MECHANICSBURG, Pa. (WHTM) – Teen sexting is a problem that only appears to be getting worse. Recently, there was a sexting investigation at Susquenita High School in Perry County.
A school district in Cumberland County is now taking steps to stop the problem before it starts. Silver Spring Township police officer Wes Schmidt is a school resource officer for the Cumberland Valley School District. He travels around the district teaching kids why sexting is bad.
“I’m proactive instead of reactive,” Schmidt said. “I want to reach out and get to them early and teach them early to prevent mistakes.”
Schmidt talks to students at the middle schools and high school, but he prefers to start at the elementary level. With 10 and 11 year-olds, he warns about the dangers of sexting without ever saying the word.
“We don’t want to take any pictures of our private parts or anybody else’s. In addition, we don’t want to share them either,” he told fifth-grade students at Green Ridge Elementary.
Schmidt advises the kids to think before they text, tweet or post. In Pennsylvania, it is illegal for anyone 13 or older to text or share nude or semi-nude pictures.
The kids seem to be getting the message loud and clear.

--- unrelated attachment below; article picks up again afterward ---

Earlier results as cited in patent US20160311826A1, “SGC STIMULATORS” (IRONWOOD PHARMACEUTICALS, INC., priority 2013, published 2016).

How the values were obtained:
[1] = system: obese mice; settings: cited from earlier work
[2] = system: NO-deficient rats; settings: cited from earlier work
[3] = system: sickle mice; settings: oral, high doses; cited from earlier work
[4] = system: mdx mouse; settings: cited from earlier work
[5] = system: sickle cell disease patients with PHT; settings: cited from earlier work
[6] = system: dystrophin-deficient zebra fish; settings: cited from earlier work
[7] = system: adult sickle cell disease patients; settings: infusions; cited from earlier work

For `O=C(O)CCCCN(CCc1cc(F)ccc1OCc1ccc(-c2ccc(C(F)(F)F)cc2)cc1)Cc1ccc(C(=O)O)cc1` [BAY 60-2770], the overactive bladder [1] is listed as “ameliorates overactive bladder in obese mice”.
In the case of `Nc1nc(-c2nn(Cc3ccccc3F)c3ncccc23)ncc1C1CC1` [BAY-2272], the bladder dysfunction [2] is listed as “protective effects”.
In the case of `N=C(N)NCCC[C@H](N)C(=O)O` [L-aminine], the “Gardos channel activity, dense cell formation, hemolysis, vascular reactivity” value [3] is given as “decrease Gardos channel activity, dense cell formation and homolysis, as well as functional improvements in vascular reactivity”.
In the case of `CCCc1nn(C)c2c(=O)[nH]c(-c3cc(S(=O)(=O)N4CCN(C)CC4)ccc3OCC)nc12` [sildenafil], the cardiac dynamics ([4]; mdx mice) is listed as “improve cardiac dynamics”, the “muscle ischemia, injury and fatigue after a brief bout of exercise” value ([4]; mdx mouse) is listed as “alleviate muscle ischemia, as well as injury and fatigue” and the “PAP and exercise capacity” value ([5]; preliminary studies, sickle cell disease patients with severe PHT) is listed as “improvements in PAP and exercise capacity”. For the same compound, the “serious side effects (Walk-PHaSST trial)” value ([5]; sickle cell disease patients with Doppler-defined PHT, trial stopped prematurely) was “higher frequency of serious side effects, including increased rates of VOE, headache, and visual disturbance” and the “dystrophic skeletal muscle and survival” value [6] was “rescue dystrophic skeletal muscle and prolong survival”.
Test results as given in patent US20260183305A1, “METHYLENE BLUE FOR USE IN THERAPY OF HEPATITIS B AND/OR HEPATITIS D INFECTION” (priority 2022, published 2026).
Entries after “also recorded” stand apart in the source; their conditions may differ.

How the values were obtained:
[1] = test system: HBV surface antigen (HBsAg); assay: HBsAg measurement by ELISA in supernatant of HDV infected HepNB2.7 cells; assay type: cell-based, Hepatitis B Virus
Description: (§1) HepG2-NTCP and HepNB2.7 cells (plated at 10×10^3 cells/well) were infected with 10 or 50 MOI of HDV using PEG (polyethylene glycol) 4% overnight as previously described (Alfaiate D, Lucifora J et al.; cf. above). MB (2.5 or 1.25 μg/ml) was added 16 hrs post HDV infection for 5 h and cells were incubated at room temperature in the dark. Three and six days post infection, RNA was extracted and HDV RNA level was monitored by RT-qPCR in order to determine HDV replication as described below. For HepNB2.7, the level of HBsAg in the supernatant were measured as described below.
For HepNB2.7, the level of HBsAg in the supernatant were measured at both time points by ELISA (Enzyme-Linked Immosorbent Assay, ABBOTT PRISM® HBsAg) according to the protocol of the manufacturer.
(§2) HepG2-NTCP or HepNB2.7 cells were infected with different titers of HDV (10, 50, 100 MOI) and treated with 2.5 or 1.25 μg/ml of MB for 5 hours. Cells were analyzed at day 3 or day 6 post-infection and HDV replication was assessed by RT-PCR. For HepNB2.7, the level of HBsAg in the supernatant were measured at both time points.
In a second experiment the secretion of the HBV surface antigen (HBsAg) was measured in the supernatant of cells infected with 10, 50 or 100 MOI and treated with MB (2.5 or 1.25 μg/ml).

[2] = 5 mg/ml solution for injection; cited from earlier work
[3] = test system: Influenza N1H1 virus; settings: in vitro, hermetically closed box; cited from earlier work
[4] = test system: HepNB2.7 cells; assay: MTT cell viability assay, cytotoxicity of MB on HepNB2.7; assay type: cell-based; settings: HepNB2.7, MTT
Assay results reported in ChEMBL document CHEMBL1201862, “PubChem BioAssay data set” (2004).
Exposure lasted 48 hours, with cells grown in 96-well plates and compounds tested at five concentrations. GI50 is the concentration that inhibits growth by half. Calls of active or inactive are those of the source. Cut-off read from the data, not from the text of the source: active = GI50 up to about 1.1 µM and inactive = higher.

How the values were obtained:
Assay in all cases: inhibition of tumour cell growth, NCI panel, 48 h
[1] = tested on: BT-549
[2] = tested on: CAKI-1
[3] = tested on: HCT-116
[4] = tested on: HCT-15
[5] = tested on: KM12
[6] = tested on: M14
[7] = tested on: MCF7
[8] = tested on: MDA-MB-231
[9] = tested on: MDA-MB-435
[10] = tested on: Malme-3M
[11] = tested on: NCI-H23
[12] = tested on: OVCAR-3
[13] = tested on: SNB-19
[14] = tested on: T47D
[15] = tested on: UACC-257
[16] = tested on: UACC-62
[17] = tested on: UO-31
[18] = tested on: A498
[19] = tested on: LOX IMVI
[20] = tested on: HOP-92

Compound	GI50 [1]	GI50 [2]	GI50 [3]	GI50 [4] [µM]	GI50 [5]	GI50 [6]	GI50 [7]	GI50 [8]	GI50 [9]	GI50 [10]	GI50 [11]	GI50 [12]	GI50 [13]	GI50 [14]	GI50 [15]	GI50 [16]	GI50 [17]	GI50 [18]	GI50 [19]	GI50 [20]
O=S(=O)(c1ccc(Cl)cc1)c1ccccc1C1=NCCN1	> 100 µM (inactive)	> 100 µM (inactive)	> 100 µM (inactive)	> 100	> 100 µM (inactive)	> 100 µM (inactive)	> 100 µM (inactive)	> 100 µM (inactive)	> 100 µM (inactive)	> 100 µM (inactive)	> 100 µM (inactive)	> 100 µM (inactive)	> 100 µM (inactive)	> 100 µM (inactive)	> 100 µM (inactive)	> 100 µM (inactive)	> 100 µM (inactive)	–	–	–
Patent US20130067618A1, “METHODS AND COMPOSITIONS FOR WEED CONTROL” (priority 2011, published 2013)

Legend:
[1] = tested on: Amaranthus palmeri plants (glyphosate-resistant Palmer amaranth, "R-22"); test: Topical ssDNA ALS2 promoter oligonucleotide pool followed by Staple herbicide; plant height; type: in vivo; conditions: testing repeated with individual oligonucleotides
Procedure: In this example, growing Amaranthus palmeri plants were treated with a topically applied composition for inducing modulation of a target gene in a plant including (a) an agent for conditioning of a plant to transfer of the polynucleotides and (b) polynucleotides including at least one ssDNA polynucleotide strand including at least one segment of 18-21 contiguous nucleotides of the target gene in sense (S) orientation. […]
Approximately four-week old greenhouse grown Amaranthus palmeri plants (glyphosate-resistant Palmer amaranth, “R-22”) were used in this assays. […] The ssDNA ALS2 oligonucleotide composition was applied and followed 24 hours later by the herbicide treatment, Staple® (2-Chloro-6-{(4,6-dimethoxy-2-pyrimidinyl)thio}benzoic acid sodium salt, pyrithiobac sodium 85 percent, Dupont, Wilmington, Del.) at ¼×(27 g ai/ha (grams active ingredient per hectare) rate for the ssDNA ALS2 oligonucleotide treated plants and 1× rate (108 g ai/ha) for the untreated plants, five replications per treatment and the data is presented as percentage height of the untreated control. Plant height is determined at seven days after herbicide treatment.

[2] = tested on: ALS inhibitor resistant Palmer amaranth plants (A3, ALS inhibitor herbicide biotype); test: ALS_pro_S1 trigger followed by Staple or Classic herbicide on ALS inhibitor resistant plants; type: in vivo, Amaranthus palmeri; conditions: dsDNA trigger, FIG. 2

“If you take a picture of a private part or somebody else’s and you send them out, that’s inappropriate,” 10-year-old Emma Leo said.
“You’re not supposed to post stuff that you don’t want others to see,” 11-year-old Roman Thompson said.
Schmidt also reminds students that texting inappropriate pictures can cause permanent damage that never goes away.
“That photo can resurface over and over and over again and it will haunt them later in life,” he said.
Parents also need to be proactive and watch what their kids are doing on their phones and on social media. Parents should look out for apps that look real but are fake apps for sexting.
Also, stay on top of code lingo. For instance, WTTP means want to trade pictures.
Some warning signs that your child might be sexting; they spend a lot of time on the phone, especially at night; gets calls or texts from strangers; or receives mail, gifts or packages from someone they don’t know.